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History in Motion

Under the Loupe: Fashions of Yesteryear

Thursday, January 15, 2015

While fashion isn't frequently a subject of photos in our Archive, it's often a "side story" found in the details of images that flesh out the past in an interesting way.  Today's publicity photo from 1906 catches a hint at what the women of the day were wearing the year San Francisco was largely destroyed by earthquake and fire.

This photo, likely taken to mark the Bryant Street Powerhouse coming back online less than a month after the devastating natural disaster, catches a pair of ladies sporting their fine dresses.  With Mayor Eugene Schmidtz just to the left of the women and other United Railroads company officials in the group, these were undoubtedly proper ladies of San Francisco's moneyed class.

Mayor Eugene Schmitz and Party Visiting the Bryant and Division Powerhouse | May 3, 1906 | U00836A

Mayor Eugene Schmitz and Party Visiting the Bryant and Division Powerhouse | May 3, 1906 | U00836A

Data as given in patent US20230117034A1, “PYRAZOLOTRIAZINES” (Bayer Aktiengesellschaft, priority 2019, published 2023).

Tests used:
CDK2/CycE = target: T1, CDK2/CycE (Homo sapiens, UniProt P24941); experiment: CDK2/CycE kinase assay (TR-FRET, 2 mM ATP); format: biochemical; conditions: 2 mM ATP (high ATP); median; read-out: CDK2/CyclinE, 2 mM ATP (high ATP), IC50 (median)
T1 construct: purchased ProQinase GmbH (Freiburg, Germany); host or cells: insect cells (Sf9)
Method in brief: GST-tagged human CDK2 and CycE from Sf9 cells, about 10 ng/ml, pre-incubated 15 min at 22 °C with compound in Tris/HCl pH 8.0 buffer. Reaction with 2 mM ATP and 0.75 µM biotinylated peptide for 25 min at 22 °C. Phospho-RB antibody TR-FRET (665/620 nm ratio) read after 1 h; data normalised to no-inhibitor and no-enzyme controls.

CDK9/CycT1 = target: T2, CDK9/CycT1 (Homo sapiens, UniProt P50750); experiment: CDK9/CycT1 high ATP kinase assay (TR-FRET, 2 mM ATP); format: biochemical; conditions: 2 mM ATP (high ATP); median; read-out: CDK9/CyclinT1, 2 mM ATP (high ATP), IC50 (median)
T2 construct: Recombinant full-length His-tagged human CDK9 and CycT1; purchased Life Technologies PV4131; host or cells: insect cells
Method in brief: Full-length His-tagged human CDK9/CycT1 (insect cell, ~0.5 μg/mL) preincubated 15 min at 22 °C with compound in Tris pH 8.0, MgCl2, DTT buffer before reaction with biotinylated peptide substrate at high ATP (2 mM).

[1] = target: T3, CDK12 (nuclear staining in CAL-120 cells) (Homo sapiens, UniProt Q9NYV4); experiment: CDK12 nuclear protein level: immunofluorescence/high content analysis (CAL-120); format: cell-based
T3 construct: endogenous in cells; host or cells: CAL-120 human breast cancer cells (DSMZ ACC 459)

Looking closer, we can see that they're showing off the last vestiges of Victorian fashion trends.  Lots of embellishment and detail work mark the style with lace, embroidery and varying layers and cuts of fabric.  By 1910, the “S” shaped Victorian figure and long, sweeping skirts will have quickly modernized to the hugely popular skirt-suits of the Edwardian era.

Dress Details, Ladies with the Mayor at Bryant Powerhouse | U00836A

Dress Details, Ladies with the Mayor at Bryant Powerhouse | U00836A

Details like this one can serve to date an image based solely on the fashions of the day.  From about 1840-1890, women's fashions changed in so many ways that it's possible to date a photo within a couple of years just based on something as sublte as sleeve diameter!  

So next time you're out and about on the streets, just imagine how your outfit not only does its job for that day but in some ways may position you in this moment in history (give or take a couple years), at least for future archvists sifting through the image detritus of the modern era.

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